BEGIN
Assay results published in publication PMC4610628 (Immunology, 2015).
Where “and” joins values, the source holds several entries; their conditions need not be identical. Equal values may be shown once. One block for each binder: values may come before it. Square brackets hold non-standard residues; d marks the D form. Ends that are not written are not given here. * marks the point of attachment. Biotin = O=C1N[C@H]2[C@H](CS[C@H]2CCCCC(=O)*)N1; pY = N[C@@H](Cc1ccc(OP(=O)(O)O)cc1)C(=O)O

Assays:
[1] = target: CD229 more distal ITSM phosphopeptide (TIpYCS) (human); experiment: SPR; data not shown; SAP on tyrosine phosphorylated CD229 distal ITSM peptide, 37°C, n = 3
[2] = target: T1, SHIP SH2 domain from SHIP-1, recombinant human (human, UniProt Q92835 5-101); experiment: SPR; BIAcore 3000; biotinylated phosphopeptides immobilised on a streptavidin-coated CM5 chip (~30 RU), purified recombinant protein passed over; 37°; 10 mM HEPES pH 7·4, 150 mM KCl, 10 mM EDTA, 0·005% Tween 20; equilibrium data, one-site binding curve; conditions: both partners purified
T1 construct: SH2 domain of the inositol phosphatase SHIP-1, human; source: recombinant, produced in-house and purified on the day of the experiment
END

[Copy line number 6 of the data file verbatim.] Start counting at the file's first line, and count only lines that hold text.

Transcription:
T1 construct: SH2 domain of the inositol phosphatase SHIP-1, human; source: recombinant, produced in-house and purified on the day of the experiment